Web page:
A Qualitative Investigation of the Impact of COVID-19 on Emergency Medicine Physicians’ Emotional Experiences and Coping

doctors hands using stethoscope

UMass Amherst graduates and current PhD students of the Affect and Social Cognition Lab directed by Linda Isbell have authored a new paper in press at the Journal of the American College of Emergency Physicians. This project is part of the grant "Emotional Influences on Diagnostic Error in Emergency Medicine: An Experimental Approach to Understand Diagnostic Failure and Facilitate Improvement for Patients with and without Mental Illness" funded by the Agency for Healthcare Research and Quality.

Authors: Welsh, Margaux; Chimowitz, Hannah; Nanavati, Janvi; Huff, Nathan R., & Isbell, Linda M.

Study objective: Throughout the COVID-19 pandemic, emergency medicine providers in the United States have faced unprecedented challenges, risks, and uncertainty while caring for patients in an already vulnerable healthcare system. As such, the pandemic has exacerbated high levels of negative emotions and burnout among emergency medicine providers, but little systematic qualitative work has documented these phenomena. The purpose of this qualitative investigation was to study ED physicians’ emotional experiences in response to COVID-19 and the coping strategies that they employed to navigate the pandemic.

Methods: From September 2020 to February 2021, we conducted semi-structured interviews with 26 ED physicians recruited from two early COVID-19 epicenters: New York City and the Metro Boston region. Interviews, coding, and analyses were conducted using a grounded theory approach.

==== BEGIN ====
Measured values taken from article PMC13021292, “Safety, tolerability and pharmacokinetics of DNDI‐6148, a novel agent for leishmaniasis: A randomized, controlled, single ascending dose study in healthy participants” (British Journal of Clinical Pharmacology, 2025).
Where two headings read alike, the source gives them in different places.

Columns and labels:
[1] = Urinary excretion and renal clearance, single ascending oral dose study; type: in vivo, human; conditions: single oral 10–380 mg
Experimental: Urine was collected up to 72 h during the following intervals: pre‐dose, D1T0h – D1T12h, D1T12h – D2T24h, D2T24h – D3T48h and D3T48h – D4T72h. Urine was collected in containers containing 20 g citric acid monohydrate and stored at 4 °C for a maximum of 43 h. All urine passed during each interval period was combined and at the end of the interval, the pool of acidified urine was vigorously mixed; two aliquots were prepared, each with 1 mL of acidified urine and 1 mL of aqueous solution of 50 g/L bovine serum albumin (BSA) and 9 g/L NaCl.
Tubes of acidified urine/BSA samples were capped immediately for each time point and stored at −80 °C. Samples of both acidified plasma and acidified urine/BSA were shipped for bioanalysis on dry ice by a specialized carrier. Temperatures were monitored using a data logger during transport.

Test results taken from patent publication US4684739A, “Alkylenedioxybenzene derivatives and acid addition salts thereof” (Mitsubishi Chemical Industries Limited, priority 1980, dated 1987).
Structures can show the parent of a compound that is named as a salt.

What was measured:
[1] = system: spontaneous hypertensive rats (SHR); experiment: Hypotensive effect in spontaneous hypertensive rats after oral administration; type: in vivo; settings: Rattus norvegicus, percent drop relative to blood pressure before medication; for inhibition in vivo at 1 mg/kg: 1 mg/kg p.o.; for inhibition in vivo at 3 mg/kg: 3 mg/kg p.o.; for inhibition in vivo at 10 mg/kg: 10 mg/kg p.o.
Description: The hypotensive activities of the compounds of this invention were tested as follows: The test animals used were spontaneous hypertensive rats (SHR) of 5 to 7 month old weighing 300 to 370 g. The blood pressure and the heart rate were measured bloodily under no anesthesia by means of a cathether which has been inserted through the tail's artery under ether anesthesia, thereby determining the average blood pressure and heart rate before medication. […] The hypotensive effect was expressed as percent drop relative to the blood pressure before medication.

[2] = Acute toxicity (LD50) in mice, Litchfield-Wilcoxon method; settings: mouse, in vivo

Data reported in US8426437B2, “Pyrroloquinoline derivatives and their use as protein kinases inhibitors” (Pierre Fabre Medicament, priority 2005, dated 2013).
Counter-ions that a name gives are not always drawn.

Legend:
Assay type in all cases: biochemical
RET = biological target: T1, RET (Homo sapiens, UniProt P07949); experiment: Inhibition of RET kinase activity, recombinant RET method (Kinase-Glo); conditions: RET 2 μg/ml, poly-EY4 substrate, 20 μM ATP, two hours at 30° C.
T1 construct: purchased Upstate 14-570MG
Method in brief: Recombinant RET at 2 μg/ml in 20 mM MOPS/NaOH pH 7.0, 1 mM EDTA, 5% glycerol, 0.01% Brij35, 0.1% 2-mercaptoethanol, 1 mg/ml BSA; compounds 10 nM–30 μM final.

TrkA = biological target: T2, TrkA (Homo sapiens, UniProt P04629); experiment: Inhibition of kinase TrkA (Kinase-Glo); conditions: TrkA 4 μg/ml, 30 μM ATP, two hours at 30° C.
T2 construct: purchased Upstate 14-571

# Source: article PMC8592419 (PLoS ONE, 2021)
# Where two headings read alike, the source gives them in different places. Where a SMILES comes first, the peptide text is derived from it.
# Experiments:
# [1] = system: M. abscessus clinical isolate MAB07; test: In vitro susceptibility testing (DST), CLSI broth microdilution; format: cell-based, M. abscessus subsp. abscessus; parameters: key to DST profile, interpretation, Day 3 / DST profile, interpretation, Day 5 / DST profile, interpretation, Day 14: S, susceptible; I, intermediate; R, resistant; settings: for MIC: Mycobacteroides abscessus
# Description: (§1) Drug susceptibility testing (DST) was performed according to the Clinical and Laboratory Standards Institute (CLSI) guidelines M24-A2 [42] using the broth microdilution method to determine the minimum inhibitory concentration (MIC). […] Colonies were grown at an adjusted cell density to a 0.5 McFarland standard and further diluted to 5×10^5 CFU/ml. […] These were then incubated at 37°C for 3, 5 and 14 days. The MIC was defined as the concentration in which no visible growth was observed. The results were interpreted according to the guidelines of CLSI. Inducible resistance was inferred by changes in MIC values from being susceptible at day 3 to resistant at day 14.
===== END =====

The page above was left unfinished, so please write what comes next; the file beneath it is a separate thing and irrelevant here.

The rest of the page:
Results: ED physicians reported heightened anxiety, empathy, sadness, frustration, and anger during the pandemic. Physicians frequently attributed feelings of anxiety to medical uncertainty around the COVID-19 virus, personal risk of contracting the virus and transmitting it to family members, the ED environment, and resource availability. ED physicians also discussed the emotional effects of policies prohibiting patient family members from entering the ED, both on themselves and patients. 

Sources of physician anger and frustration included changing policies and rules, hospital leadership and administration, and pay cuts. Some physicians described an evolving, ongoing coping process in response to the pandemic, and most identified collective discussion and processing within the emergency medicine community as an effective coping strategy.

Conclusions: Our findings underscore the need to investigate the effects of physicians’ pandemic-related emotional stress and burnout on patient care. Evidence-based interventions to support ED providers in coping with pandemic-related trauma are needed.